NEW CANAAN—Less than two months after the horrific school shooting in Newtown—a slightly larger town about 30 miles north of New Canaan—district officials here are requesting taxpayer funds to hire trained security officials at five public schools.
Superintendent of Schools Dr. Mary Kolek said during a Board of Selectmen meeting Thursday that the district has undergone a deep analysis of its security needs and needs to hire contractors from a private firm to oversee entrances and campuses at public schools—one at each elementary school and two at Saxe Middle School. A New Canaan police officer already works out of the high school as a “school resource officer.”
“We very much believe that we need at that front door, where we greet our guests and screen our guests, someone who is trained in security,” Kolek said during the meeting, held at the New Canaan Police Department—temporary headquarters for municipal leadership while Town Hall undergoes renovation.
“We do not believe [relying on] volunteers or even free teachers or core aides [as security] is in the interest [of students, faculty and staff],” Kolek added.
The comments came as the district requested funds for next fiscal year (see attached PDF)—at about $80 million, the schools allocation would come to approximately two-thirds of the total taxpayer contribution.
More than 20 residents attended the mid-morning meeting. Though the district’s proposed budget doesn’t require approval from the Board of Selectmen by charter—rather, it goes with other department requests to the finance board and Town Council—the three-person panel for several years has weighed in at an early stage to help steer the process.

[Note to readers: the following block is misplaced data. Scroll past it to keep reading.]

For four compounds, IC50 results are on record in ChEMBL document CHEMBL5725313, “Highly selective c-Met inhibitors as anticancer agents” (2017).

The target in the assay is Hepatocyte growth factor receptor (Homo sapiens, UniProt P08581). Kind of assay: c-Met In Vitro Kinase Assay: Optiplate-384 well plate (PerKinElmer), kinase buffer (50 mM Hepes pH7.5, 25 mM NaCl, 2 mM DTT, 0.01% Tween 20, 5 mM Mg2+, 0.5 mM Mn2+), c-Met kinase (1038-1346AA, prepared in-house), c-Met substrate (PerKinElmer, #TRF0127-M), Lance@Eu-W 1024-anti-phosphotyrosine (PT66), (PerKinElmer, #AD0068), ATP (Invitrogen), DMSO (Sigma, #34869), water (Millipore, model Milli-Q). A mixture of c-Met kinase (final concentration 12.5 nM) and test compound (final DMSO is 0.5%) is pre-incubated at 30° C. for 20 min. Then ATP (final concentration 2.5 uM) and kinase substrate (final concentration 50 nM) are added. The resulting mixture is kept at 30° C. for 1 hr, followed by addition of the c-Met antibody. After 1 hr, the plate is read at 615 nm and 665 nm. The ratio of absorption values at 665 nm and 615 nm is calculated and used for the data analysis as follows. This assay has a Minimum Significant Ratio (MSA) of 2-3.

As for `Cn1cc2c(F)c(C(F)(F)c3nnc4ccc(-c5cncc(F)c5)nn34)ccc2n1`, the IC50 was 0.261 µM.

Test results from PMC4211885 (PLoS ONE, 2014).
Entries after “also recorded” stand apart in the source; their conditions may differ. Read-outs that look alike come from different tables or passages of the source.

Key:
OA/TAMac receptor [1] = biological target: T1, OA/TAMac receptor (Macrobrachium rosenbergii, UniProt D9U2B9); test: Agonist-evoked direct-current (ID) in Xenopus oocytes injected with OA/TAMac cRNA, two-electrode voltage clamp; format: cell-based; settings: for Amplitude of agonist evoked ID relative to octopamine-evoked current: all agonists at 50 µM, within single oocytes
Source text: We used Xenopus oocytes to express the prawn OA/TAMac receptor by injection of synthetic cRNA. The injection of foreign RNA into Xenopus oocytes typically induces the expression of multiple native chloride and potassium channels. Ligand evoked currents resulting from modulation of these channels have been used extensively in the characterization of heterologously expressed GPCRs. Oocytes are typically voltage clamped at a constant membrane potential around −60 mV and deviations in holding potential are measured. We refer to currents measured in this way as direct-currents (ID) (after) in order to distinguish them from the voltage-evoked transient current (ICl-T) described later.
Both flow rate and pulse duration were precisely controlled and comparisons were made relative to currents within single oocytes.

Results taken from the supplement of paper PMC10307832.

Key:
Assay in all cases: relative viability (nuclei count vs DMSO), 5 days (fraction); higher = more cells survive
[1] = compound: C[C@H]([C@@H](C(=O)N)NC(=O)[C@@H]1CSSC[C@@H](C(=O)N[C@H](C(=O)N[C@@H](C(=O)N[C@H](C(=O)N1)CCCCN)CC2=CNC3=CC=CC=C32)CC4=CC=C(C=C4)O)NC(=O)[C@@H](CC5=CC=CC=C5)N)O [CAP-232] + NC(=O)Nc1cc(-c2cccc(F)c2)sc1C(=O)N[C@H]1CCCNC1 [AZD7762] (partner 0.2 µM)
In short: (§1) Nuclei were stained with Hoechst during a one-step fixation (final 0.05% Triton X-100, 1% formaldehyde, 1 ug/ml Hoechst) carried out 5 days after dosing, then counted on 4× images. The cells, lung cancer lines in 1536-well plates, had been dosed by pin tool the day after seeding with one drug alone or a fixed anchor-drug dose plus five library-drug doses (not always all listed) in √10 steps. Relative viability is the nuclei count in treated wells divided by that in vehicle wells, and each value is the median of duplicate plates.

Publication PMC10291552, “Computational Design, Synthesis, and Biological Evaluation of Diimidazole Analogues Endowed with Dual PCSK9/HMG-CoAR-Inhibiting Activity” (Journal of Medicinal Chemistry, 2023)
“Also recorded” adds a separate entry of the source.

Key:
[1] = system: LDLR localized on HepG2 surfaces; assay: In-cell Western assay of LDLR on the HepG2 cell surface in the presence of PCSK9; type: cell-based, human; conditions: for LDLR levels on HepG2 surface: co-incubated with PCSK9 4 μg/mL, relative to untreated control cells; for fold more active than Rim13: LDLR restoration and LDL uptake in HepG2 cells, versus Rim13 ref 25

Kolek painted a picture of a school system whose spending has been relatively flat while the district itself has grown—in student enrollment as well as total square footage in its buildings—and now requires investment to maintain high standards and comply with state and federal mandates. The operating budget request—a 5.7 percent increase—is high relative to other town departments.
Selectman Nick Williams, a former Board of Education chairman, said selectmen would work with the district over the next several weeks to see whether it’s possible to bring the number down.
It isn’t clear whether or how the budget process will affect the district’s pursuit of campus monitors. Kolek said that at 40 hours per week and 10 months, each security official would cost about $45,000—$225,000 total.
“We are asking for this year to have a special appropriation” to hire contracted security to address school needs now, Kolek said, and to look at the work now as a pilot program for the future.
Kolek said that the schools also are eyeing an ID scanner system that is required of guests at schools when they register.